Always on the prowl for interesting articles I found these two great blog posts on deepening your POV as a writer and found this so interesting that I had to share them… – JW
by Jody Lebel, Western Massachusetts
When you write in deep POV (point of view) you will never have to say s/he felt, s/he thought or s/he knew… realized… speculated… wondered… etc. These phrases create narrative distance. They are ‘telling’ sentences. The reader is at arm’s length, not in your character’s head where they belong.
If we are deep into our character’s psyche we can proceed directly to whatever it was s/he was thinking. In deep POV we get straight to the point exactly like the person would, creating ‘showing’ sentences. Here are some examples.
Before: He wondered if Kim would show up at the picnic.
After: Would Kim show up drunk at the picnic like last year and spoil it again?
Before: Two men approached the house. I hoped it wasn’t the cops again.
After: A pair of strangers walked briskly up the walk towards the front door. Not the cops again.
Before: He thought the dog needed a bath.
After:What a smell. He eyed the pristine bathroom then studied the muddy animal. What that dog needed was a good bath.
Another way to write with a deeper POV is to remove the was/were and rephrase with a hook. Start with a basic sentence: The night was dark. Pretty boring! Your reader is yawning…… Read More http://www.iuemag.com/june2012/deeper-pov.php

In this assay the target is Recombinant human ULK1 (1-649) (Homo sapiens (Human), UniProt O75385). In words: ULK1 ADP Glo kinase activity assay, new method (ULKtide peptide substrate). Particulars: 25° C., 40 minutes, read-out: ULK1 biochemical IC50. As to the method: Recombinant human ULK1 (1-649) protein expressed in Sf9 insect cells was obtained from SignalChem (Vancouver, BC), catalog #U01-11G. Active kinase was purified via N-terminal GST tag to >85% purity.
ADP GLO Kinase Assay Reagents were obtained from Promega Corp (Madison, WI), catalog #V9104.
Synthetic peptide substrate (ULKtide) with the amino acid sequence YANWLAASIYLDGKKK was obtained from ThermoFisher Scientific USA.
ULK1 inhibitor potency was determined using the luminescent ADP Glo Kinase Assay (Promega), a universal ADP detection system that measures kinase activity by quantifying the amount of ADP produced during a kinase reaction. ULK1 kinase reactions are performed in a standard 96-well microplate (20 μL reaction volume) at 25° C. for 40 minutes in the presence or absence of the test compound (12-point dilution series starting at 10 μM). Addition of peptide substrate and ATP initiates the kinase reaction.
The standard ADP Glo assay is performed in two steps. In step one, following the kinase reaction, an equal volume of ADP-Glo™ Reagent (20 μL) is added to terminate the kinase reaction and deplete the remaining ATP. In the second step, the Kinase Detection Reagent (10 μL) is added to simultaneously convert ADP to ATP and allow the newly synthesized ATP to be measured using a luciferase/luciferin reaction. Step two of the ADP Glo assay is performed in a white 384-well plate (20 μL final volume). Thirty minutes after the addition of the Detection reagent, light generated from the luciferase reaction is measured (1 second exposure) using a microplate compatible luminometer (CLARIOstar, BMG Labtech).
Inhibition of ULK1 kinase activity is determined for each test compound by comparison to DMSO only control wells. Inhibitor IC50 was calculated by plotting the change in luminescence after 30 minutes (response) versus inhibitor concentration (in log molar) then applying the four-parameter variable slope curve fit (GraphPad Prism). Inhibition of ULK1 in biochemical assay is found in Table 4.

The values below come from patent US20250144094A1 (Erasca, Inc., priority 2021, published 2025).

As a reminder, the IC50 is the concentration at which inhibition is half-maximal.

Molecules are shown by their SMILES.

Katie Ganshert June 18, 2012
Deep point of view allows the reader to feel and experience exactly what our characters feel and experience. Authors who do deep point of view well often create stories that are highly engaging – where the characters come to life and the reader gets lost in the pages.
Once we get the hang of it, deep point of view takes our writing to the next level.
So when I saw a tweet about this book called Rivet Your Readers with Deep Point of View, free on Kindle for a limited time, I was immediately intrigued. I hadn’t read a craft book in awhile, so I hopped on over and downloaded it.
I’m super glad I did.
It is a super quick (it’ll take you an hour, tops), informative read.
Not only did I freshen up on some important writing techniques, I now have a craft book I can recommend to lots and lots of writers.
The author (Jill Elizabeth Nelson) addresses techniques that so many writers fail to employ.
Mistakes I see all the time whenever I critique a piece of writing or judge a contest entry.
Two of the BIGGIES:
- Authorial Intrusions
- Prepositional Tells
Anytime you put an invisible narrator between the reader and the character, you’ve inserted an authorial intrusion.
Phrases like she wondered, she felt, she saw, she wished, she decided are all examples. Purging them from your manuscript will take your prose to the next level.
She realized where she put her purse.
Can be changed to…
Oh, right. That’s where she left her purse.
She spotted the lime green bike swerving through traffic.
Can be changed to… READ MORE http://katieganshert.com/writing/deep-point-of-view/